Sunday, September 25, 2016

Jhansi Lakshmi Bai Indian Freedom Fighter Queens of India

Jhansi Lakshmi Bai Indian Freedom Fighter Queens of India
Date of Birth: 19th November, 1835 and Date of Death: 17th June, 1858
Lakshmi Bai, the Rani of Jhansi (Marathi), a well known as Jhansi Ki Rani, or the queen of Jhansi, was one of the leading figures of the Indian Rebellion of 1857, and a symbol of resistance to British rule in India.  She was the queen of the Maratha-ruled princely state of Jhansi, situated in the northern part of India.
Originally named Manikarnika and nicknamed Manu, she was born on 19th November, 1835, at Kashi (Varanas) to Maharashtrian Karhade Brahmin family, the daughter of Moropant Tambe and Bhagirathibai Tambe.  She lost her mother at the age of four.  Her father, Moropant Tambe, worked at the court of Peshwa at Bithur, who brought her up like his own daughter, and called her “Chhabili” for her light-heartedness.  She was educated at home.
Because of her father’s influence at court, Rani Lakshmi Bai had more independence than most women, who were normally restricted to the zenana.  She studied self defence, horsemanship, archery, and even formed her own army out of her female friends at court.  Tatya Tope who was considered as a nightmare by the British during the ‘Great Revolt of 1857’ was Lakshmi Bai’s tutor.  She was married to Raja Gangadhar Rao Newalkar, the Maharaja of Jhansi in 1842, and became the queen of Jhansi.  After their marriage, she was given the name Lakshmi Bai.  The Raja was very affectionate to her.  She gave birth to a son Damodar Rao in 1851.  However, the child died when he was about four months old.  After the death of their son, the Raja and Rani of Jhansi adopted Anand Rao.  Anand Rao was the son of Gangadhar Rao’s cousin.  He was later renamed as Damodar Rao.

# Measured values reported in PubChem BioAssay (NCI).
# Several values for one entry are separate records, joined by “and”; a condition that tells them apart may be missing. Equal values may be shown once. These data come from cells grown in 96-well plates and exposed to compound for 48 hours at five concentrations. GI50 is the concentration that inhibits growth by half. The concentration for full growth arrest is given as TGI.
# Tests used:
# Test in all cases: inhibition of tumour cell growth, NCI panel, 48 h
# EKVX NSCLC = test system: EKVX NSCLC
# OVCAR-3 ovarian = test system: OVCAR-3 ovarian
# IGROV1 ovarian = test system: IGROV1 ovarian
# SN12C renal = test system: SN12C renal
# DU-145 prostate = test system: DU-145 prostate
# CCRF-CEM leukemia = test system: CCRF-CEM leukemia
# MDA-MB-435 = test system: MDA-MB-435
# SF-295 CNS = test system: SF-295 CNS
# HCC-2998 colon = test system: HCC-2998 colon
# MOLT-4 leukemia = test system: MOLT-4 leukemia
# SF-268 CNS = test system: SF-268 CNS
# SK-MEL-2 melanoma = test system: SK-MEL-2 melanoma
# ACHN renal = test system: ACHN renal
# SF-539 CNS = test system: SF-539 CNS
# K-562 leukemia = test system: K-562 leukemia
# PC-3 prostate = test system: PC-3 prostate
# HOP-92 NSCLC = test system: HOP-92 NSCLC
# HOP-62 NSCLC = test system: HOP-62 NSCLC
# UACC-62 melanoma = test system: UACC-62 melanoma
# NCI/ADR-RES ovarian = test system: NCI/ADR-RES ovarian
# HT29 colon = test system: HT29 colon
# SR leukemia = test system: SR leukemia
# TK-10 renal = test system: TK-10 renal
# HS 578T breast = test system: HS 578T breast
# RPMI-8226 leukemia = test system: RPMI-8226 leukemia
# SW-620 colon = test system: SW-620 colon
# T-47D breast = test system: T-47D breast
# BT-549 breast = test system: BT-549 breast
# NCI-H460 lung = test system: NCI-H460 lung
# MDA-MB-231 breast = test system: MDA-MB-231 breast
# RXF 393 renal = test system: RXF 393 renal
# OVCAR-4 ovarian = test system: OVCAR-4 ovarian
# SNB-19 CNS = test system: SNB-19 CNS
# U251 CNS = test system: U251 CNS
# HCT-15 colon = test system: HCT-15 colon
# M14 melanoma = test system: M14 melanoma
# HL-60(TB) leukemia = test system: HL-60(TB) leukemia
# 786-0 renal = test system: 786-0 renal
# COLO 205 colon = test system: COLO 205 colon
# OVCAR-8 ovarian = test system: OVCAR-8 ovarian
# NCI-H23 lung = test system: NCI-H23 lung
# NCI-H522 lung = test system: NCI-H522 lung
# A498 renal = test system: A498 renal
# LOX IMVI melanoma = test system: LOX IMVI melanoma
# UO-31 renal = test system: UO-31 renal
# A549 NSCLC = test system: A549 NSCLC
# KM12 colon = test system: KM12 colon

Dalhousie then annexed Jhansi, saying that the throne had “lapsed” and claimed the right to put Jhansi under his protection.  In March, 1854, she was given a pension of 60,000 rupees and ordered to leave the palace and the Jhansi fort but it was denied by her.
On 10th May, 1857 the Indian Rebellion started in Meerut.  This began after rumours that the new bullet casings for the Lee Enfield rifles were coated with pork and beef fat; British commanders insisted on their use and started to discipline anyone who disobeyed.  During this rebellion sepoys killed many British soldiers and officers of the East India Company.
Along with the young Anand Rao, the Rani decamped to Kalpi along with her forces where she joined other rebel forces, including those of Tatya Tope.  The Rani and Tatya moved on to Gwalior, where the combined rebel forces defeated the army of the Maharaja of Gwalior after his armies deserted the rebel forces.  They then occupied a strategic fort at Gwalior.  However, on the 17th of June, 1858, while batting in full warrior regalia against the 8th (King’s Royal Irish) Hussars in Kotah-ki Serai near the Phool Bagh area of Gwalior, she died.  The British captured Gwalior three days later.  In the British report of the battle, General Hugh Rose commented that the Rani, “remarkable for her beauty, cleverness and perseverance”, had been “the most dangerous of all the rebel leaders”.
Rani was memorialised in bronze statues at Jhansi and Gwalior, both of which portray her on horseback.  Another equestrian statue can be seen in Agra, Uttar Pradesh.

No comments:

Post a Comment